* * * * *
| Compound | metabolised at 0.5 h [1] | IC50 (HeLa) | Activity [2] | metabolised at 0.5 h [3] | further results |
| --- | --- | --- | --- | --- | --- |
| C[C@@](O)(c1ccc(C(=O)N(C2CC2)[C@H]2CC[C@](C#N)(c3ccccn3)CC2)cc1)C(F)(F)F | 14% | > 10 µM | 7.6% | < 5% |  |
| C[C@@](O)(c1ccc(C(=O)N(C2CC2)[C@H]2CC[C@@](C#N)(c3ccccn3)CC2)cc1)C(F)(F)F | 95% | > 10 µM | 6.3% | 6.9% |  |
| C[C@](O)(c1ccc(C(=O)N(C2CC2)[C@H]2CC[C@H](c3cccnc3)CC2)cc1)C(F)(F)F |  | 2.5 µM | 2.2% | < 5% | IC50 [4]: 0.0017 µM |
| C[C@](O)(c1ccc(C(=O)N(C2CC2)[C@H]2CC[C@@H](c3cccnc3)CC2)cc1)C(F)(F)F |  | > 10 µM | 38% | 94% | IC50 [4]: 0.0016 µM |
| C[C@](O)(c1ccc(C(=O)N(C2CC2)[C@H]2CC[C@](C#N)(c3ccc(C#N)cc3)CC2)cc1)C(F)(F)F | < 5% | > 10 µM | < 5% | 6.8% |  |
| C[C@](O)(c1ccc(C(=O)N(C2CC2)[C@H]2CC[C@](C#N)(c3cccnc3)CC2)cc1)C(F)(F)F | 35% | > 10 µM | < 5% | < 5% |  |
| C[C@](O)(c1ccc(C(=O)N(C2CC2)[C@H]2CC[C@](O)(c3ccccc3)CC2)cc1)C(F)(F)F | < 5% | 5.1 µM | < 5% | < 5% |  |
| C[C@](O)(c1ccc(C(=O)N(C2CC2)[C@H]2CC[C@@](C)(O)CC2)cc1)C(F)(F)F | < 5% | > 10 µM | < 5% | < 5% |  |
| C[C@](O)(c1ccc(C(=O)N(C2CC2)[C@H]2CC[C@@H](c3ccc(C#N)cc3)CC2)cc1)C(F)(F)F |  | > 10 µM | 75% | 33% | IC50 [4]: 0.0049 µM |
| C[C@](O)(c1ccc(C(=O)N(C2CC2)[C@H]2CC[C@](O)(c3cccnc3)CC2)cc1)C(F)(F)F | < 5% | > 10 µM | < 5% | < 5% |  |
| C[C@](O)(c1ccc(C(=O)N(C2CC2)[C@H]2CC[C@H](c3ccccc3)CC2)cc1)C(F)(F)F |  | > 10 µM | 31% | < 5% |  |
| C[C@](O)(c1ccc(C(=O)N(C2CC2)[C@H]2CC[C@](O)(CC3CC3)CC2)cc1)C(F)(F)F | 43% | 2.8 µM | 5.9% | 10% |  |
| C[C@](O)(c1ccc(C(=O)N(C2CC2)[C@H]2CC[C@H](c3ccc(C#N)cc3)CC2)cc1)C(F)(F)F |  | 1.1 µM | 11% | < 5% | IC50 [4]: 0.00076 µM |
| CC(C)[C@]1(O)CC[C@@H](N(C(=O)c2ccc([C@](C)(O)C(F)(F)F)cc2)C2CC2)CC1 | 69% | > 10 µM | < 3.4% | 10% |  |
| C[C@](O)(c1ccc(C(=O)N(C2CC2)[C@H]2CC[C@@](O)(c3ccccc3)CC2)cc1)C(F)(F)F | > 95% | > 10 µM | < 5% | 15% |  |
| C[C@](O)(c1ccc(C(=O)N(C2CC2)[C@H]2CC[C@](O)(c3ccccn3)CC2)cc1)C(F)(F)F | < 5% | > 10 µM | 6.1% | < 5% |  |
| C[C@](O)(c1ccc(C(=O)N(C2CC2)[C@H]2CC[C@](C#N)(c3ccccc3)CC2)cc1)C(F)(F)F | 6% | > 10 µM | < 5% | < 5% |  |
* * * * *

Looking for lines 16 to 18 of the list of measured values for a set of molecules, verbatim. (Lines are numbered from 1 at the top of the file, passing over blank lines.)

| CC(C)[C@]1(O)CC[C@@H](N(C(=O)c2ccc([C@](C)(O)C(F)(F)F)cc2)C2CC2)CC1 | 69% | > 10 µM | < 3.4% | 10% |  |
| C[C@](O)(c1ccc(C(=O)N(C2CC2)[C@H]2CC[C@@](O)(c3ccccc3)CC2)cc1)C(F)(F)F | > 95% | > 10 µM | < 5% | 15% |  |
| C[C@](O)(c1ccc(C(=O)N(C2CC2)[C@H]2CC[C@](O)(c3ccccn3)CC2)cc1)C(F)(F)F | < 5% | > 10 µM | 6.1% | < 5% |  |